Hockey finds a home
Prep hockey skates into Rogue Valley in form of three-team league at The RRRink
Robert Hayward's hockey history mirrors that of the Rogue Valley's latest venture into the sport.
Much like the newly founded high school-level league, Hayward and his family started on the bottom floor.
The Crater High sophomore skated into hockey without much knowledge of the sport at a young age and brought his mother, Lisa, and later his sister, Madison, into the fold.
We played some in Idaho when I was younger, says Robert Hayward. We played on the ponds when they were frozen, but we couldn't play for long because the ice might melt. We didn't have any equipment either.
— When the Haywards moved to Central Point in 1996 from St. Anthony, a town in eastern Idaho, hockey was the last thing on their minds.
Robert's father, Bruce, had an inoperable brain tumor, and the family came to the Rogue Valley with the knowledge his passing was eminent.
Shortly after the move in 1996, Bruce Hayward succumbed, leaving Lisa with two kids in tow.
My son was a very angry young man after his father passed away, says Lisa Hayward, who had ties to the state after graduating from the University of Oregon. Soon after The RRRink was built (in 1999), he said he wanted to play hockey. I was afraid of having an angry kid playing an angry game, but he became involved and (hockey) taught him self-discipline and gave him some self-confidence. It's the best thing he's ever done.
Despite little prior experience in hockey, Lisa Hayward wanted to jump headfirst into the sport that her son had become enamored with. She started from scratch, learning the rules for officiating, then joining the Oregon State Hockey Association board and becoming a coach.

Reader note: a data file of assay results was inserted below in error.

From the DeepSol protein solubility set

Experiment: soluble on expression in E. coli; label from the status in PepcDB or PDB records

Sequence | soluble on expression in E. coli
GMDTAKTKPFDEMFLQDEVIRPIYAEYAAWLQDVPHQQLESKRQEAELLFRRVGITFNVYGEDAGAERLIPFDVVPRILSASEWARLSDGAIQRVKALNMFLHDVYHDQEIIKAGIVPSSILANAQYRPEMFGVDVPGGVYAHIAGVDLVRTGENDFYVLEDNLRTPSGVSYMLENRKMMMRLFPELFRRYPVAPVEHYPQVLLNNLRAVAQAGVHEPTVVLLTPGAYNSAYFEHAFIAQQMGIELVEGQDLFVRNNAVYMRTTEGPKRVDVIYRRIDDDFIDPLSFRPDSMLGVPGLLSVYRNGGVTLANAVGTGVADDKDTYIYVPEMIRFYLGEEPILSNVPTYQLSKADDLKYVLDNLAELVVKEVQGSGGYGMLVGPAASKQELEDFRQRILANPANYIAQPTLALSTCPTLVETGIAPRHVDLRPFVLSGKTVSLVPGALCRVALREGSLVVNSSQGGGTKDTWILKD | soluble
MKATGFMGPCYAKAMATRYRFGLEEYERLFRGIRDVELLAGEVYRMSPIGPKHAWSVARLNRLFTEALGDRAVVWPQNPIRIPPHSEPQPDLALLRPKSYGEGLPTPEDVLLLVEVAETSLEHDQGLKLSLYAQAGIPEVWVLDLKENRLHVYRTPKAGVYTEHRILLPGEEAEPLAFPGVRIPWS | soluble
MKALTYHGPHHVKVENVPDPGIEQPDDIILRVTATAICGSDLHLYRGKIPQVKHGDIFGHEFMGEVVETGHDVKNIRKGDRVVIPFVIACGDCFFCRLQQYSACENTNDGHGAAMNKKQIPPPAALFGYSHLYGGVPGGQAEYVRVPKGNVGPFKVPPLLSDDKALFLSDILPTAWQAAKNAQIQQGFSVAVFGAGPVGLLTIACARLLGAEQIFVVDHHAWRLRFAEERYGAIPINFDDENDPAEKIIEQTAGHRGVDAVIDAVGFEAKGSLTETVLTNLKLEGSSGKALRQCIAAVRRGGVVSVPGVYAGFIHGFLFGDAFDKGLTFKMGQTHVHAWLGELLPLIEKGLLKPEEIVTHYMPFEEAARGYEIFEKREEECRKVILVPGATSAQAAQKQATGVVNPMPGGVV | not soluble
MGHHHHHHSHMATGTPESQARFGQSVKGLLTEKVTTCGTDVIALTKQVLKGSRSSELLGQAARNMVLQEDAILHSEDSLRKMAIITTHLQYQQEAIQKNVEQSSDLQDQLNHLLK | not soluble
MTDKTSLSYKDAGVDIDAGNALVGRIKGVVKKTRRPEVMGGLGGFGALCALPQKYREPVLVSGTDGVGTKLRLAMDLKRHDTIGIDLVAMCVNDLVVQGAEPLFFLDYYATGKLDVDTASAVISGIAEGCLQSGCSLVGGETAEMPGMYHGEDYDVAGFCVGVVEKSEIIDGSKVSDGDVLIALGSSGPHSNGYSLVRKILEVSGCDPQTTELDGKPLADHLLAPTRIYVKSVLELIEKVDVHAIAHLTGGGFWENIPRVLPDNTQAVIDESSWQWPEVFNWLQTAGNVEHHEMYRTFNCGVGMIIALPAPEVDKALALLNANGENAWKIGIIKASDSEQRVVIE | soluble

Her daughter Madison, now 14, leaned more toward figure skating, but she eventually fell under hockey's spell.
I like the competition (hockey has to offer), says Madison. I like figure skating and I like to be out on the ice, but being able to get out and play with other people is more fun.
Robert Hayward, now 15, and several other area youth lost their sport recently, however, when the Rogue Valley Youth Hockey Association midget-level Stars team failed to attract enough players and folded.
When the hockey season took an unexpected hiatus, Lisa Hayward and a handful of others sprang into action.
The idea for high school-level hockey had been kicked around for the past five years by parents and members of the RVYHA board, but the thought didn't really become serious until the last two years. After the midget team never materialized, the other board members acted.
I always said the problem with hockey in our area was the closest team was in Eugene, says Lisa Hayward, adding that cost also made it hard for some kids to participate. As it becomes more affordable, then more kids will have access to these programs.
During the spring of last year, RVYHA president Noel Littlefield and a group of board members approached athletic directors from schools in the area with the idea, and, with a major hand from The RRRink, high school hockey was born in Southern Oregon.